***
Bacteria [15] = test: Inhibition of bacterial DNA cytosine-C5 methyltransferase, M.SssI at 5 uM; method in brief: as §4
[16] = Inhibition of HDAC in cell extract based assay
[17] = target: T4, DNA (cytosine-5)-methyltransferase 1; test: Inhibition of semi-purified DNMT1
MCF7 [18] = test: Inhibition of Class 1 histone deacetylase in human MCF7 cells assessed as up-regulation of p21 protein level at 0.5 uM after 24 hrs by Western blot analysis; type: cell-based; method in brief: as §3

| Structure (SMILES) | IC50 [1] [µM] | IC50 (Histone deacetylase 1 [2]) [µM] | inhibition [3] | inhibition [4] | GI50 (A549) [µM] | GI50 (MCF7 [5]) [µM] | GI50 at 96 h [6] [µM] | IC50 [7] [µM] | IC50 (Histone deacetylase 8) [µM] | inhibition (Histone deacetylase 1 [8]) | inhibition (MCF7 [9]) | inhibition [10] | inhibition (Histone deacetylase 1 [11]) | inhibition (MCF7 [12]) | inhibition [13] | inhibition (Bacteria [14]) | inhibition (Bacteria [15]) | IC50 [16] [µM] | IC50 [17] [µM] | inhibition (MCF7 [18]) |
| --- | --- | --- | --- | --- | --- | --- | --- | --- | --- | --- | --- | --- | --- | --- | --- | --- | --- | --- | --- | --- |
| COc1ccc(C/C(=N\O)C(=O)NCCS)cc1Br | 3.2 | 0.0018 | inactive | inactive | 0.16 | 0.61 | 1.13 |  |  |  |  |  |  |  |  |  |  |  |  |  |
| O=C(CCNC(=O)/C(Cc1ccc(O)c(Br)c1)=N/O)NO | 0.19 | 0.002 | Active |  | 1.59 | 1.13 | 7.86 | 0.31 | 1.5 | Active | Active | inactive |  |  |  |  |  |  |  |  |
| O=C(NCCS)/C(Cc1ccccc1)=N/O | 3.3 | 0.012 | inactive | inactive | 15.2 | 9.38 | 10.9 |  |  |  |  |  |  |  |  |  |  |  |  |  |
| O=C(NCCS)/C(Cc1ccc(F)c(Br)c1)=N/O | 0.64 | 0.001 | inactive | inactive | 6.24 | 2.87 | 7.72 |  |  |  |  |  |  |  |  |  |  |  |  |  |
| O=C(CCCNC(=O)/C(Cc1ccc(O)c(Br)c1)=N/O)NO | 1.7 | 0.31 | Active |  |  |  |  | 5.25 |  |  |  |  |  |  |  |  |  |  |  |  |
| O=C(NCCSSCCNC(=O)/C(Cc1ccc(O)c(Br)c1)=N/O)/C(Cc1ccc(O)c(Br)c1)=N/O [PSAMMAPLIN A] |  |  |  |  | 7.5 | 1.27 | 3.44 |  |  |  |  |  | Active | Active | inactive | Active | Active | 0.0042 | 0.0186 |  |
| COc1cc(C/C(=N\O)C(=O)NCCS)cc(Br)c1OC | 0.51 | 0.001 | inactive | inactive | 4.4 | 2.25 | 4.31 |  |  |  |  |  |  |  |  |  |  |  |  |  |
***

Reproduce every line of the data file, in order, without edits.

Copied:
Bacteria [15] = test: Inhibition of bacterial DNA cytosine-C5 methyltransferase, M.SssI at 5 uM; method in brief: as §4
[16] = Inhibition of HDAC in cell extract based assay
[17] = target: T4, DNA (cytosine-5)-methyltransferase 1; test: Inhibition of semi-purified DNMT1
MCF7 [18] = test: Inhibition of Class 1 histone deacetylase in human MCF7 cells assessed as up-regulation of p21 protein level at 0.5 uM after 24 hrs by Western blot analysis; type: cell-based; method in brief: as §3

| Structure (SMILES) | IC50 [1] [µM] | IC50 (Histone deacetylase 1 [2]) [µM] | inhibition [3] | inhibition [4] | GI50 (A549) [µM] | GI50 (MCF7 [5]) [µM] | GI50 at 96 h [6] [µM] | IC50 [7] [µM] | IC50 (Histone deacetylase 8) [µM] | inhibition (Histone deacetylase 1 [8]) | inhibition (MCF7 [9]) | inhibition [10] | inhibition (Histone deacetylase 1 [11]) | inhibition (MCF7 [12]) | inhibition [13] | inhibition (Bacteria [14]) | inhibition (Bacteria [15]) | IC50 [16] [µM] | IC50 [17] [µM] | inhibition (MCF7 [18]) |
| --- | --- | --- | --- | --- | --- | --- | --- | --- | --- | --- | --- | --- | --- | --- | --- | --- | --- | --- | --- | --- |
| COc1ccc(C/C(=N\O)C(=O)NCCS)cc1Br | 3.2 | 0.0018 | inactive | inactive | 0.16 | 0.61 | 1.13 |  |  |  |  |  |  |  |  |  |  |  |  |  |
| O=C(CCNC(=O)/C(Cc1ccc(O)c(Br)c1)=N/O)NO | 0.19 | 0.002 | Active |  | 1.59 | 1.13 | 7.86 | 0.31 | 1.5 | Active | Active | inactive |  |  |  |  |  |  |  |  |
| O=C(NCCS)/C(Cc1ccccc1)=N/O | 3.3 | 0.012 | inactive | inactive | 15.2 | 9.38 | 10.9 |  |  |  |  |  |  |  |  |  |  |  |  |  |
| O=C(NCCS)/C(Cc1ccc(F)c(Br)c1)=N/O | 0.64 | 0.001 | inactive | inactive | 6.24 | 2.87 | 7.72 |  |  |  |  |  |  |  |  |  |  |  |  |  |
| O=C(CCCNC(=O)/C(Cc1ccc(O)c(Br)c1)=N/O)NO | 1.7 | 0.31 | Active |  |  |  |  | 5.25 |  |  |  |  |  |  |  |  |  |  |  |  |
| O=C(NCCSSCCNC(=O)/C(Cc1ccc(O)c(Br)c1)=N/O)/C(Cc1ccc(O)c(Br)c1)=N/O [PSAMMAPLIN A] |  |  |  |  | 7.5 | 1.27 | 3.44 |  |  |  |  |  | Active | Active | inactive | Active | Active | 0.0042 | 0.0186 |  |
| COc1cc(C/C(=N\O)C(=O)NCCS)cc(Br)c1OC | 0.51 | 0.001 | inactive | inactive | 4.4 | 2.25 | 4.31 |  |  |  |  |  |  |  |  |  |  |  |  |  |